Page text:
In the job that I have, I've had a lot of conversations lately with parents about how to talk to their kids about great "tragedies" - everything from the disaster in Haiti to a death in the family or even a divorce. Marilyn Sharpe write this great article that I found to be very helpful!
PUTTING ON MY PARENT EDUCATOR'S HAT:
RESPONDING TO THE EARTHQUAKE IN HAITI IN OUR FAMILIES
None of us want our children to know loss or pain, suffering or tragedy. We'd like to insulate them from illness, injury, death, terrorism, and natural disaster. We'd love to preserve their innocence. But that isn't possible.
In this decade alone, parents have had to deal with 9/11, Hurricane Katrina, the tsunami that devastated the South Pacific, war in Iraq and Afganistan., terrorism, plane crashes, school shootings, injustice, the death of a loved one, the end of a relationship, and the death of a dream.
Now, we face the horror of enormous magnitude in the aftermath of the earthquakes in Haiti - photos of desolation, stories of heartbreaking loss, the sheer scale of the devastation.
And, what about the children?
As parents, we have no control over the losses our children will experience, but we can be present with children in times of loss and sorrow, teaching them how to live in and through the hardest times. Adults must be their age-appropriate filters and their wise guides.
What better gift can you give your child than helping them learn to handle loss and tragedy: name it, grieve it, find hope in God's presence and promises, and respond with generosity and care. But, how? Here are a few suggestions:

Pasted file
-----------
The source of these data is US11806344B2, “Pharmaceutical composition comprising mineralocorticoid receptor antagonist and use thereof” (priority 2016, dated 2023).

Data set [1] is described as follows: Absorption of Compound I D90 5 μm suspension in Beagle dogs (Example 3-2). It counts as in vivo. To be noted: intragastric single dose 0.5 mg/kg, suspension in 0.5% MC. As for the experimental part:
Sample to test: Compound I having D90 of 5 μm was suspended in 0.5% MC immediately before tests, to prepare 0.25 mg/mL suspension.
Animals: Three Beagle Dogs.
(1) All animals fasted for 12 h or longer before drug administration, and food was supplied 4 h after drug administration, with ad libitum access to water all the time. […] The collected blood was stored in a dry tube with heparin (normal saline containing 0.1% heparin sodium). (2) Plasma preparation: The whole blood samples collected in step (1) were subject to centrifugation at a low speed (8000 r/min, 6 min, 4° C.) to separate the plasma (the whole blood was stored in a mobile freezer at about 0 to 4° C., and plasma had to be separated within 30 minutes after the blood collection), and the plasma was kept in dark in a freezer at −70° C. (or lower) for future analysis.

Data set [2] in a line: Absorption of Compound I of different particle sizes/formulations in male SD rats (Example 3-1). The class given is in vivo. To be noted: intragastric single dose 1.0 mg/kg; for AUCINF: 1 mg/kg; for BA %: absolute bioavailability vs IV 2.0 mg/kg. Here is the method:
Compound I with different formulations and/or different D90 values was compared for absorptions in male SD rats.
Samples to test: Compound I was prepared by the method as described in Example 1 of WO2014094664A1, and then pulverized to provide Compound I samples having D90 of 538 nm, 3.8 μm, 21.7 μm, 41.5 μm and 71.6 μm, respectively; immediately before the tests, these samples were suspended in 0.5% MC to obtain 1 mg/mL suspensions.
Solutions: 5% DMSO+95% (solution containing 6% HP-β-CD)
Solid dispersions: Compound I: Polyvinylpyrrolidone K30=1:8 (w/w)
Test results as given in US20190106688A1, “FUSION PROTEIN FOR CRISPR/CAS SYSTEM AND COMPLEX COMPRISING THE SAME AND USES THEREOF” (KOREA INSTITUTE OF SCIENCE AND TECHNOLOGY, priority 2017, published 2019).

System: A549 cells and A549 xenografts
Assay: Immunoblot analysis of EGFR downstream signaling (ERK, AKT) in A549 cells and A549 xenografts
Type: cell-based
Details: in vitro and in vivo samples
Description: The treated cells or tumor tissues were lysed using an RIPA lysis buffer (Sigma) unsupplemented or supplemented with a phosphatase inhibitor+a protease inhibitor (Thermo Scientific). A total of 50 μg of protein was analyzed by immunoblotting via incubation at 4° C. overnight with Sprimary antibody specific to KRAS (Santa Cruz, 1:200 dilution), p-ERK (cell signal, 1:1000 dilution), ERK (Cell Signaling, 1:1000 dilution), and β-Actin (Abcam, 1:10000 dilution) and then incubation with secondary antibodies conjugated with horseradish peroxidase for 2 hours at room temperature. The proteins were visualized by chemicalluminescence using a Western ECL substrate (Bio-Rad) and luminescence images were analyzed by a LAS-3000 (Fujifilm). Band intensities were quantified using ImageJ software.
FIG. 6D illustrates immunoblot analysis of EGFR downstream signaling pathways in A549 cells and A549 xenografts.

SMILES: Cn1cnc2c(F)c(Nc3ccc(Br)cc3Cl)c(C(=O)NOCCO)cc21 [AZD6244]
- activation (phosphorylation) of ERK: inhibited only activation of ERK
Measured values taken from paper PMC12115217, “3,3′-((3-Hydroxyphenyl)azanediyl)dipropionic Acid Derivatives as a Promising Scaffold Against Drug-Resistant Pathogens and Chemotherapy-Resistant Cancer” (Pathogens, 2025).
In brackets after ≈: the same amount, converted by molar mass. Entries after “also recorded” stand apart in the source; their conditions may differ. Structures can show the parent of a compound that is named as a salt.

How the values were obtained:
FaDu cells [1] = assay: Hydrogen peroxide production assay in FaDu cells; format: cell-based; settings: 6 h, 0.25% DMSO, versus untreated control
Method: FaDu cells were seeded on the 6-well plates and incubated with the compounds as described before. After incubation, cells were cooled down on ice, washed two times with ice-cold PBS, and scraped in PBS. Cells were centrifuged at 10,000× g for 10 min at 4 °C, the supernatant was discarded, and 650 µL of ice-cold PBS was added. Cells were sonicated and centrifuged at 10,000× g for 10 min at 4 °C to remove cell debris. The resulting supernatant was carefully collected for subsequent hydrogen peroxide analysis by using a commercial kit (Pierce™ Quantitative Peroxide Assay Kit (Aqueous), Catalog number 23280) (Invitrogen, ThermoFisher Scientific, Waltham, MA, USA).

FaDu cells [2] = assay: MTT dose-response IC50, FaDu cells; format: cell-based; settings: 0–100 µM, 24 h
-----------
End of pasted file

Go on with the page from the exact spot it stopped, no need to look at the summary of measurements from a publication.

" Telling them that this is God's plan. (God does not cause death and destruction, but promises to be with us in the midst of loss. God brings hope and a future.) " Watching televised accounts, hour after hour. Young children, not understanding replays, assume that the tragedy happens over and over again.
" Talking about it obsessively within earshot of children.
" Assuming kids won't hear, see, or understand the tragedy.
" Denying, diminishing, or demeaning the loss.
" Insulating them from the loss.
POSITIVE WAYS TO HELP CHILDREN
" Tell children, simply, in age-appropriate language, what has happened. Let them hear it from you.
" Name the loss.
" Be present with them.
" Listen to them.
" Answer questions honestly. Sometimes, that answer is "I don't know."
" Name their feelings and give them permission to feel what they feel.
" Grieve it together.
" Imbed them in a community of love, hope and faith.
" Tell and model for them the hope we have in Jesus Christ, who has promised to be with us always, that this life isn't the end of the story.
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